Egypt and Ethiopia are economic lightweights but are military heavyweights. Cairo with geostrategic influence over both West Asia and northern Africa, and Addis Ababa wielding similar influence in the Horn of Africa.

They cover the northern end of the vast African continent as does South Africa the southern end. Nigeria and Algeria are both formal, but yet unsuccessful, membership applicants, but these two West African powers are likely to be part of the next ‘intake’ precisely because of their geographical coverage over that part of the continent.

New member Iran is currently the most stable and self-sufficient State in West Asia and among only a handful of nuclear-equipped States in the world albeit not yet nuclear armed.

Iran’s military dominance at the entrance to the oil-rich Persian Gulf is also of strategic value for fuel-dependent China and India.


The concentration of four of the six new members around, or in, the Persian Gulf betrays the current principal strategic interests of the original BRICS five. Especially India, China and South Africa, are not only focused on the location of natural resources for their industrial power and expansion, but also on the ways and means (regional allies) of defending access to these resources.

Likewise new member Argentina is an economic middleweight (it has gone to the IMF many times) but is South America’s current military heavyweight with also extensive territory that enables it to cover the southern half of that continent.

Argentina has the prestige of standing up, in 1982, to colonial United Kingdom over the Falkland Islands (Known as the Islas Malvinas in South America) located just off-shore in the south Atlantic Ocean, although Argentinian forces were overwhelmed by the technological superiority and sheer wealth of London.

Founder member Brazil, a bigger economic power, is there to cover the South American continent’s northern half as well as the southern Caribbean region where the Panama Canal is located.

Thus, the geographical expansion of membership is designed to cover all the regions of the globe that are politically and economically important to BRICS. China’s historic diplomatic initiative earlier this year in brokering a rapprochement between Iran and Saudi Arabia can now be appreciated for the sheer geopolitical mastery in preparing the way for bringing these two vital regional powers into BRICS. Beijing has now paralleled the USA in its global diplomatic capacities.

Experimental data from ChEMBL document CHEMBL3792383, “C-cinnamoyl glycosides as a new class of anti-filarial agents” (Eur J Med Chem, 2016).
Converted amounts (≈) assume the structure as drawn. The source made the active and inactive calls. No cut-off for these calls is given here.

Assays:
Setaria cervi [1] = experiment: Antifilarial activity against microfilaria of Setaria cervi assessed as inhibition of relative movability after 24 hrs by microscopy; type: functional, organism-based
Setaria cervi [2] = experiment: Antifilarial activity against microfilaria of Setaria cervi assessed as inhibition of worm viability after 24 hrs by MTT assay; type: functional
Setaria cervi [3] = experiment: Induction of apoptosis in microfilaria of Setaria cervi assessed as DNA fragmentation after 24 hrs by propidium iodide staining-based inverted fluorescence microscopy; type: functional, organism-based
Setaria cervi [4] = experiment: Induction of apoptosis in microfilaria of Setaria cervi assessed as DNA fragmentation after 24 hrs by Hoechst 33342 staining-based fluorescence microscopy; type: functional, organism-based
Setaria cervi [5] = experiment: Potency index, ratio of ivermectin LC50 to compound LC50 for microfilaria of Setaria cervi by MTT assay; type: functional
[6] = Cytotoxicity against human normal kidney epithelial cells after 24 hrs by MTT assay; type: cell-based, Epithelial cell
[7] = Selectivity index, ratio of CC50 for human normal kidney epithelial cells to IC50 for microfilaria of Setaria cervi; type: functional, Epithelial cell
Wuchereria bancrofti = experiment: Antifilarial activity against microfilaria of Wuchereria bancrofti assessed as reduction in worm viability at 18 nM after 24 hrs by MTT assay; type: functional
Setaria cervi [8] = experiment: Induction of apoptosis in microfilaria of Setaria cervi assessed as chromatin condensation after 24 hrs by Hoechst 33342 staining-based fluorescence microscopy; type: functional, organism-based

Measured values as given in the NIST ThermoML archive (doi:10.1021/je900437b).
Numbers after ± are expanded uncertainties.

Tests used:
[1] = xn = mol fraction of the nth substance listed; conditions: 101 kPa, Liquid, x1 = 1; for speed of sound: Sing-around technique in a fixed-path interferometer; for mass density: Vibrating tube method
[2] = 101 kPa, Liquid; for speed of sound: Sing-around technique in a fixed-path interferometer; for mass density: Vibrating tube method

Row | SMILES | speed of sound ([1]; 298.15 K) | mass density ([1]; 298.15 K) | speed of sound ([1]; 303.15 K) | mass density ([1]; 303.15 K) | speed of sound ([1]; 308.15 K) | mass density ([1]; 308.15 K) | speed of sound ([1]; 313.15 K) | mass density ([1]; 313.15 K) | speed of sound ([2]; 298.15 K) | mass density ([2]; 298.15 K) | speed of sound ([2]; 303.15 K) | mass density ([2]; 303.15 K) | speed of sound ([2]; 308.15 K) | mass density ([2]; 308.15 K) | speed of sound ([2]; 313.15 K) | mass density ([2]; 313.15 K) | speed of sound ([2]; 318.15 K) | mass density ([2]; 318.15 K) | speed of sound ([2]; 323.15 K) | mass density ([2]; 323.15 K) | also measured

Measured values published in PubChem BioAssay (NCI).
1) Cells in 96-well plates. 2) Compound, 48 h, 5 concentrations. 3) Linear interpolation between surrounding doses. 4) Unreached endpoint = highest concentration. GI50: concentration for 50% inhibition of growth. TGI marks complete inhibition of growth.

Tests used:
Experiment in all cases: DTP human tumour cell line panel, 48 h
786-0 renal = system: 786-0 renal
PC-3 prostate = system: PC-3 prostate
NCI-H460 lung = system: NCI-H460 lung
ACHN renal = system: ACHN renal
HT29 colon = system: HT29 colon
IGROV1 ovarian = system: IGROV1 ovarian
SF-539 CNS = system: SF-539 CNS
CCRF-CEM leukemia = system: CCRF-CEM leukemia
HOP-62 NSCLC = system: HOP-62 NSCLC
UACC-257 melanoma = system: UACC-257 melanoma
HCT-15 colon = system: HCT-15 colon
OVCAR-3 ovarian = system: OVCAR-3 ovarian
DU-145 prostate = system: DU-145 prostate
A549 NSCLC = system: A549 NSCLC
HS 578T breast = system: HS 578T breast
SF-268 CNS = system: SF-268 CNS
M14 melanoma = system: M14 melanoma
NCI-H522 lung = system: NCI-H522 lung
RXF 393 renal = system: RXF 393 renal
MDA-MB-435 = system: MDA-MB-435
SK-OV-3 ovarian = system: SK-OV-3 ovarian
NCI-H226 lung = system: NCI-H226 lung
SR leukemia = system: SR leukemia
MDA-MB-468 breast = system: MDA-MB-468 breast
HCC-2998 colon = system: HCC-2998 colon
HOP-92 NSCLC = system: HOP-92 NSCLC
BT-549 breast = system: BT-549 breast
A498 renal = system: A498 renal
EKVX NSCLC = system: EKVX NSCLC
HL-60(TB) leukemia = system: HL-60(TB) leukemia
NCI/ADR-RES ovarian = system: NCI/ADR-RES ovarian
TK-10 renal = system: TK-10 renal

The Johannesburg Summit is also noteworthy for painstakingly taking the BRICS framework forward in various spheres of geo-strategic action: from the New Development Bank (NDB), to multilateral currency transaction practices, to creating new compulsions for regional trade within the new network of Member countries.

Many of the BRICS group are already beginning to trade using their own currencies rather than the traditional currency of global trade, the US Dollar (USD). Neoliberal economists grudgingly describe this practice as ‘currency swaps’, implying these to be the exceptions to the rule of dollar-based trade.

Saddam Hussein

Not any more. The late Saddam Hussein of Iraq was among the first Third World leaders to attempt to make use of their own national currencies in trade. The dictator of Iraq realised that Baghdad’s oil wealth could go beyond ‘petro dollars’ towards direct international transactions with the national currency. Some analysts point to this move by Hussain as the original motivator for Washington’s and NATO’s invasion of Iraq and elimination of Hussain and his modernist-secularist regime. Decades later, Washington today is reportedly discouraging Saudi Arabia from trading with China using currency swaps instead of the US dollar. Meanwhile, China has offered Riyadh to help start up its nuclear energy production program.

BRICS is now working to create new frameworks that will standardise currency exchanges in bilateral trade using national currencies rather than an additional ‘international currency’, namely the USD. Will BRICS lead the way in what is now being called ‘de-dollarisation’?

Donald Trump, the twice-impeached former President of USA, now in the running to reclaim the Presidency next year, will do well to ponder what this will do to his efforts to “Make America Great Again” (MAGA) presuming that Trump ever really knew what he was really talking about.

But then, becoming the first-ever President to have his mug shot taken inside a country jail over a charge of election racketeering may not be the best way to go about it.